Idomeneo (Victorian Opera and Opera Australia) – opera review

Superb staging is a hallmark of Mozart’s dramatic opera Idomeneo, set on the island of Crete shortly after the Trojan War. Ilia, daughter of the defeated Trojan King Priam, expresses conflicting emotions. She has love for her rescuer, Idamante, son of Cretan King Idomeneo, and hatred for her father’s Greek enemies, who killed both her dad and her brothers. In a gesture of goodwill, Idamante frees the Trojan prisoners, which isn’t welcomed by Elettra, daughter of Greek King Agamemnon.

Photos by Charlie Kinross

Then comes the shocking news that King Idomeneo has been lost during a storm at sea while he was returning to Crete from Troy. To save himself, Idomeneo has made a vow to Neptune, god of the sea, to sacrifice the first living creature he sees when safely back on land. That turns out to be his beloved son Idamante, who can’t understand why his father rejects him when he has gone searching for him.

Idomeneo’s confidante, Arbace, offers his advice on how to avoid carrying out the pledge to Neptune and Elettra shows more than a passing interest in Idamante. There is a great deal of raw emotion on show in Idomeneo and the performances are duly passionate. Love and death are compelling and conflicting themes that run through the opera. A collaboration between Victorian Opera and Opera Australia, Idomeneo features a moving score.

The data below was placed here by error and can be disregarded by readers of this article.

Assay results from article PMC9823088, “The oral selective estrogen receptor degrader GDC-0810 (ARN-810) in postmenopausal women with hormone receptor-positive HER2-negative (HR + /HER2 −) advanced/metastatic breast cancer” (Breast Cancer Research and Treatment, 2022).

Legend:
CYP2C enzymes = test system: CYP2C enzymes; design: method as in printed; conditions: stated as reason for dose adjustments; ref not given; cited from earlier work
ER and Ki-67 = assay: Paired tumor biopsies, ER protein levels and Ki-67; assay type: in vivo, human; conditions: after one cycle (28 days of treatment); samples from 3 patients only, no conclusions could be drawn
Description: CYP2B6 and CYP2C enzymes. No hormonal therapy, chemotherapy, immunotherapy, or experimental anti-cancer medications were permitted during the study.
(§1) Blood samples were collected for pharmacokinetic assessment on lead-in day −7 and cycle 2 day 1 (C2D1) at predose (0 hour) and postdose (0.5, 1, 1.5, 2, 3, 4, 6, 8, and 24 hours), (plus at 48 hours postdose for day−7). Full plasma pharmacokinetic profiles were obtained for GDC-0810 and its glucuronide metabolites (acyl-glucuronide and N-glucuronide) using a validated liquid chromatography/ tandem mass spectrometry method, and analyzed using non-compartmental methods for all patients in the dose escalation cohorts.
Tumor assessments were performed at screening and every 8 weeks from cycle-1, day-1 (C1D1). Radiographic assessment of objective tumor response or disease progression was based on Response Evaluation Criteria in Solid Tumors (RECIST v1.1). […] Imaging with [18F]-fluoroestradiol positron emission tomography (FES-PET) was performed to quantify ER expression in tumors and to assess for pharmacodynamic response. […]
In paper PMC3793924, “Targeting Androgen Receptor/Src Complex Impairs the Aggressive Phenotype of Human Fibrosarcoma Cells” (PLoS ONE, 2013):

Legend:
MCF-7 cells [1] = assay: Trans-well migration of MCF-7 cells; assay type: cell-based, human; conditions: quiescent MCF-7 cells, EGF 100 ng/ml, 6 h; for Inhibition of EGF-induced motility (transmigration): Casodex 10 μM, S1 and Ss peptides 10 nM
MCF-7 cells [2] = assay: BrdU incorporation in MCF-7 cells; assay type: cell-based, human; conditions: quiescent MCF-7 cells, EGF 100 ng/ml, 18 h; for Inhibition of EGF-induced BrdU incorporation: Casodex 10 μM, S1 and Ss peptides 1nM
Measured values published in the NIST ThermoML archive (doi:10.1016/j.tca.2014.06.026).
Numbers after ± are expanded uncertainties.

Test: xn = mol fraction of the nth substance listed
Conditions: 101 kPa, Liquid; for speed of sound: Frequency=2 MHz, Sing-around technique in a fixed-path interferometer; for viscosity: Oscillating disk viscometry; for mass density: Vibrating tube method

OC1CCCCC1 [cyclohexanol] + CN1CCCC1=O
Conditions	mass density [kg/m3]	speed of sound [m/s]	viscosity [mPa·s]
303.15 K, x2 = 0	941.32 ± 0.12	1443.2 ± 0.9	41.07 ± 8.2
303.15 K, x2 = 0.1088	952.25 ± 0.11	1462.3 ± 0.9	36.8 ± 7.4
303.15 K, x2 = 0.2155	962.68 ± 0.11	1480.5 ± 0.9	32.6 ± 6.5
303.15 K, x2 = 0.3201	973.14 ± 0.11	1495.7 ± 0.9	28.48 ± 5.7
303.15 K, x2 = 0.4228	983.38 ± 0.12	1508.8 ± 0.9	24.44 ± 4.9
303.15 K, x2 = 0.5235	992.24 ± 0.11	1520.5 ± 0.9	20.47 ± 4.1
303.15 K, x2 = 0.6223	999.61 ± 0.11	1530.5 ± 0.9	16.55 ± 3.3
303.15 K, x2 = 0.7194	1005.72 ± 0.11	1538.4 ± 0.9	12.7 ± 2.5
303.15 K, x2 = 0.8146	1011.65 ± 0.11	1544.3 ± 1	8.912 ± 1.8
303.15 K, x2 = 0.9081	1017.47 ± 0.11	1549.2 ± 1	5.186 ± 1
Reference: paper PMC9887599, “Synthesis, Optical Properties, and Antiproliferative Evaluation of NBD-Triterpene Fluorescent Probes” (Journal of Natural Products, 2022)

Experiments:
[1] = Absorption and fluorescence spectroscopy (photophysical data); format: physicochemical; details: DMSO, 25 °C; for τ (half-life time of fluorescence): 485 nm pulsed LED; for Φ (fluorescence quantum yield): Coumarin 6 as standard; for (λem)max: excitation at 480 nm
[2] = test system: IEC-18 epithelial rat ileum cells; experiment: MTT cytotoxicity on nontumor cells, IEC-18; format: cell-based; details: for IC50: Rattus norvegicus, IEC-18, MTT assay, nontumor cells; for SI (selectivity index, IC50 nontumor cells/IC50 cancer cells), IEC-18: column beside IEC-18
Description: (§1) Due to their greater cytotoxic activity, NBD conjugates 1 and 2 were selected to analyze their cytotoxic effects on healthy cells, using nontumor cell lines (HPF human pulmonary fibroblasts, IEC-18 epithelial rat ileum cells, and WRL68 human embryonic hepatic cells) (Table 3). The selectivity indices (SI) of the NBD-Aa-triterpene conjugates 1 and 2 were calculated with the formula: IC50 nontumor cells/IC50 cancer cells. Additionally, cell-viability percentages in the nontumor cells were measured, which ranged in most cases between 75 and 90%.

It is generally regarded as Mozart’s first mature work for the lyric stage, a reinterpretation of literary and dramatic traditions of ancient Greek drama. The librettist is Abbe Giambattista Varesco, who explores fate and destiny. A surfeit of arias handsomely “expose” the strengths of the leads, enabling them to excel in the process. I speak specifically of Steve Davislim as Idomeneo, Catherine Carby as Idamante and Kathryn Radcliffe, so torn as Ilia. Olivia Cranwell is an imposing force as Elettra and Michael Dimovski is well cast as Arbace.

The chorus, too, shines with Benjamin Bayl conducting the Melbourne Chamber Orchestra. In fact, Idomeneo marks his Victorian Opera debut, alongside a triumphant director in Lindy Hume. Not being familiar with the work, in following the narrative I anticipated a particular ending, but was pleasantly blindsided. Michael Yeargan’ set, a large room with three doors, above which are architectural flourishes, present a perfect blank canvas for video designer David Bergman. From light skies and rocky ocean cliffs to turbulent seas and lush forest, Catherine Pettman’s cinematography is rich and redolent. She also brilliantly represents impending doom.

Idomeneo is an all-round artistic conquest, which quickly captured my attention, captivated me and held me tightly throughout. Sung in Italian with English surtitles (both above and below the stage), the two hour 45 minute production, plus interval, is on at Palais Theatre until 8th July, 2023.

Alex First

Other reviews you might enjoy: